The home is also an art collector’s dream; still life oils, watercolors, and numerous prints greet you at every turn, most notably three Frank Schoonover works in the 1925 wing. Above a fireplace is a Harold Clayton oil painting, his iconic vase of flowers; lining the stairs, A.B. Frost prints from “The Shooting Pictures.” There are local names, too: an Annie Robertson Adams Massie watercolor from a recent exhibit at the Academy, and a mixed media wall hanging by Remy Lotano, Jr., that the Van Allens picked up at his studio in Berlin.
Another touch of whimsy includes a terrarium inside the entry off the sunroom. “It was a birthday gift from Kent, many years ago,” says Kay, to which she has added plants over time. They also collect walking sticks carved and painted to look like jungle animals.
In the kitchen, room to relax
In the previous kitchen, there was only a brick chimney passing through to the upstairs fireplace, the original heat source for the bedroom above. When the Van Allens renovated the kitchen in 1998, they turned this kitchen chimney into a working fireplace, creating a replica of the mantel in the original master bedroom upstairs.
With their kitchen renovation, the Van Allens also created an open format, letting the formerly cramped space breathe a little. The kitchen, a cozy cluster of off-white cabinets, flows into an even cozier sitting room decorated by Heidi James. Her work includes a neutral-toned couch paired with armchairs upholstered in muted botanical prints, with complementary wool rugs scattered throughout the room. A panel of French doors was left bare, shaded instead by an outdoor awning that still lets lots of light into the space. The effect is a relaxed space that has become the heart of Kay and Kent’s home, and it’s where they spend most of their time.
The white farmhouse and the smaller buildings are part of the Van Allens’ seven-acre parcel is surrounded almost entirely by over 150 acres of the neighbor’s private farm, meaning Pebbleton and its views remain largely untouched since the days Colonel Davies lived there. The Van Allens appreciate that serenity, although they enjoy entertaining on the grounds occasionally. Each year, they host a Mother’s Day Party, opening up the home and grounds during peak spring foliage.
They enjoy vacations abroad, or at their family cabin on a lake in northern Michigan, but it’s those quiet nights at Pebbleton that the Van Allens speak of so fondly. As Kent says, “We both love mountains. When we go somewhere that doesn’t have mountains, we miss them.”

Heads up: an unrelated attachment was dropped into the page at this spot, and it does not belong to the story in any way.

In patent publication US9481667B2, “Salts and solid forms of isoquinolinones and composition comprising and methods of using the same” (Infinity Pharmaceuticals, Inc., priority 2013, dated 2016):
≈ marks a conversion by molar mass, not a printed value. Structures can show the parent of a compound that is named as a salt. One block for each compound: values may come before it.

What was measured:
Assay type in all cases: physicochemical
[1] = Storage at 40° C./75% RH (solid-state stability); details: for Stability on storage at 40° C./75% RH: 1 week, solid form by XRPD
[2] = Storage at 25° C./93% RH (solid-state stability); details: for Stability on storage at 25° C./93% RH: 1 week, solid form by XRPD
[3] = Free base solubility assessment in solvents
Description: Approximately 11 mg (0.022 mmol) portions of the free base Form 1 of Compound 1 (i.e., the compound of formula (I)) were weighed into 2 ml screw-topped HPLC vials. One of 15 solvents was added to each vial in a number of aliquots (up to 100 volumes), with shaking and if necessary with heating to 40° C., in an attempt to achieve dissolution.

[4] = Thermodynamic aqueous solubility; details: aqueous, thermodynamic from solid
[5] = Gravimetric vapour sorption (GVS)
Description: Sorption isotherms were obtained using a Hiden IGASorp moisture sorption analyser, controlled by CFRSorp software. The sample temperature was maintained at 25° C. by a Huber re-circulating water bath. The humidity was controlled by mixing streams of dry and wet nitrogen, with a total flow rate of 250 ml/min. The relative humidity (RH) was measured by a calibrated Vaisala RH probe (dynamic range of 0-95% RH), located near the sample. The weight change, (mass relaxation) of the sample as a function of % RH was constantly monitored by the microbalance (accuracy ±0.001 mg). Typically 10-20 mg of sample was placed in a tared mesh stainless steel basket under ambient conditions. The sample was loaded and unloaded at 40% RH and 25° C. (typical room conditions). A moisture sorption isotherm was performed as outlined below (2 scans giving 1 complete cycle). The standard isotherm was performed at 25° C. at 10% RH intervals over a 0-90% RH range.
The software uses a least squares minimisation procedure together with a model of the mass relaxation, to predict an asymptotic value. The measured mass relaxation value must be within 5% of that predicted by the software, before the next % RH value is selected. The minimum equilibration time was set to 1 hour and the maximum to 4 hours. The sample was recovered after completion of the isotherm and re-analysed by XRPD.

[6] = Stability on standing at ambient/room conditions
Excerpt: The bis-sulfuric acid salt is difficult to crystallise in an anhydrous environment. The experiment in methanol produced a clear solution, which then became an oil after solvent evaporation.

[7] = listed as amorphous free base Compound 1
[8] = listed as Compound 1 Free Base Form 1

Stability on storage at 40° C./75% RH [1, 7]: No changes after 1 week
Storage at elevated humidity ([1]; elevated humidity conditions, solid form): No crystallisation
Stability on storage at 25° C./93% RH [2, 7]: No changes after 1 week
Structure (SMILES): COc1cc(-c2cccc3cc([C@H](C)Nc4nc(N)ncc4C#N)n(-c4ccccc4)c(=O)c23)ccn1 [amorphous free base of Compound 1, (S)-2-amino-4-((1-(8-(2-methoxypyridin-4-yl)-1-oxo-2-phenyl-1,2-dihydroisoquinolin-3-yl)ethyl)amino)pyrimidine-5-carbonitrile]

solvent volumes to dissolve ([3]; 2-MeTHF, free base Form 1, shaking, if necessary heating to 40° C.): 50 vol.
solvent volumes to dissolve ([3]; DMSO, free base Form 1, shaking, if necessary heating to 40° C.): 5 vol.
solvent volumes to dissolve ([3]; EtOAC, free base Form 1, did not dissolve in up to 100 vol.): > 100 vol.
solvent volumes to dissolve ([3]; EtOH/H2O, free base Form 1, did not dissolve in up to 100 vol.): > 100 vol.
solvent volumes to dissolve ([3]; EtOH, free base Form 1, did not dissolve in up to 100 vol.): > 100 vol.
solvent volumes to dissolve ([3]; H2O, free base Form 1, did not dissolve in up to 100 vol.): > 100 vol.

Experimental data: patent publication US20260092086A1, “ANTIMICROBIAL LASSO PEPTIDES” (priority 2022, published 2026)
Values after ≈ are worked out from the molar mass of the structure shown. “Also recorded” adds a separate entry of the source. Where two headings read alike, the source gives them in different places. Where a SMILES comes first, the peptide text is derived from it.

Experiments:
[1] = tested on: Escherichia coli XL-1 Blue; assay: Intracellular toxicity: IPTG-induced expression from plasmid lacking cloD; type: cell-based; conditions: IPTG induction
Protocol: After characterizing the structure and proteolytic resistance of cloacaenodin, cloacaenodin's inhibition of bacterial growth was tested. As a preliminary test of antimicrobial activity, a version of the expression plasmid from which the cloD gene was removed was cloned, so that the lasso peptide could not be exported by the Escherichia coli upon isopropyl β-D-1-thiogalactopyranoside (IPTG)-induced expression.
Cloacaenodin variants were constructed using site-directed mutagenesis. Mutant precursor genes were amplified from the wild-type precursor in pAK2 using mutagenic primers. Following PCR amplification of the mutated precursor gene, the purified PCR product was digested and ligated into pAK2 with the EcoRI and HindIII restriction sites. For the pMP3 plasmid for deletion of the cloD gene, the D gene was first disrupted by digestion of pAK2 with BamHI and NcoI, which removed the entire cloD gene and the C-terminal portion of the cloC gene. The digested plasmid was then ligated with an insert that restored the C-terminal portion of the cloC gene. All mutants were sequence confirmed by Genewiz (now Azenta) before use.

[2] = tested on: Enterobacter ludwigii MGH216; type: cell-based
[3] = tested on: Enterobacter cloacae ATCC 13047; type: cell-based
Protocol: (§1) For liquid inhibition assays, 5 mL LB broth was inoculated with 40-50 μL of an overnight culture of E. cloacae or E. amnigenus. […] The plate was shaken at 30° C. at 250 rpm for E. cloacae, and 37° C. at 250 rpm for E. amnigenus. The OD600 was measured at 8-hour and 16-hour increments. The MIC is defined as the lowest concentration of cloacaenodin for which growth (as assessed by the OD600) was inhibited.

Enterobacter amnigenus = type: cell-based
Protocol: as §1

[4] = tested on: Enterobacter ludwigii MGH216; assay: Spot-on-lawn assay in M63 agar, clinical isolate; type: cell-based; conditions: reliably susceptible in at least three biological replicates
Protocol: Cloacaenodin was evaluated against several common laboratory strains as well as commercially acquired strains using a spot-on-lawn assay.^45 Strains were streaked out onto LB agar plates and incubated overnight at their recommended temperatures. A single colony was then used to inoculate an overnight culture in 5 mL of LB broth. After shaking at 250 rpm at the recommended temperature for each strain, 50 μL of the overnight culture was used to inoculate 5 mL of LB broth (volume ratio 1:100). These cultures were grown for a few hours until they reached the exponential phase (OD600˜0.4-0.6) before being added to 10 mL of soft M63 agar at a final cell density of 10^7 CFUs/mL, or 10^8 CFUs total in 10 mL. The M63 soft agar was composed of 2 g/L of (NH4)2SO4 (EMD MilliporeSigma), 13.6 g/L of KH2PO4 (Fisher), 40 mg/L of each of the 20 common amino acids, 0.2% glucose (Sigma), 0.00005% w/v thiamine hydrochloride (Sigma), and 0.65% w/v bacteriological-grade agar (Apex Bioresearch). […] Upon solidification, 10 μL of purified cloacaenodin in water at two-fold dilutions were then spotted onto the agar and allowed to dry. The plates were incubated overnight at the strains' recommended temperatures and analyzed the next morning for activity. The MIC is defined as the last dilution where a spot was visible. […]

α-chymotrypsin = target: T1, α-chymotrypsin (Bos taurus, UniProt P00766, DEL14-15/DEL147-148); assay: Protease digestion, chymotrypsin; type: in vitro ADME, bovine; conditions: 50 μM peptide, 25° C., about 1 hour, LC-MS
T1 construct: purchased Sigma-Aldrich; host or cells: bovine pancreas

On a clear night, during the summer, the sprawling greenery of the buckeye in the backyard obscures the view, but in winter, the Van Allens love to sit in the kitchen sitting room and watch the sunset over the mountains. As twilight deepens, they can sometimes hear the carillons from Eagle Eyrie.
Together, Kent and Kay have four adult children, and nine grandchildren. The youngest are nearly one-year-old twins, and Pebbleton is waiting for them to explore the secret garden, to clatter up and down the stairs, a new generation of laughter filling the gardens as Pebbleton eases toward its sestercentennial.
Photography by Michael Patch
colonial farmhouse, farm living, farmhouse, senior living issue, Showcase Home
How wonderful to see the house is well preserved by such nice people. We visited there long ago as part of the Davies reunion and I remember the beauty of the estate.
June E. Titus
I have been doing genealogy research on one of my ancestors. I had always assumed that a newspaper story from the 1990s that he had stowed away and come to the colonies, but when I joined a genealogy site, I learned that he had a more illustrious ancestry. He was William “Billy” Davis, the first son of Nicholas Davies (Davis) from Nicholas’ first wife. After the American Revolution, he settled in western North Carolina and had a flock of children. End of story. When I saw that his father had been buried at Pebbleton in Lynchburg, I had to see what it was all about. What a delight to learn about Nicholas. Billy’s mother, Judith Fleming, died when he was two years old, and two years later Nicholas married Catherine. I wonder if when Billy reached maturity if he had a problem with his half siblings and took a different path in life. Someday I would like to see Pebbleton. I would like to write a novel about Nicholas, too.
June E. Titus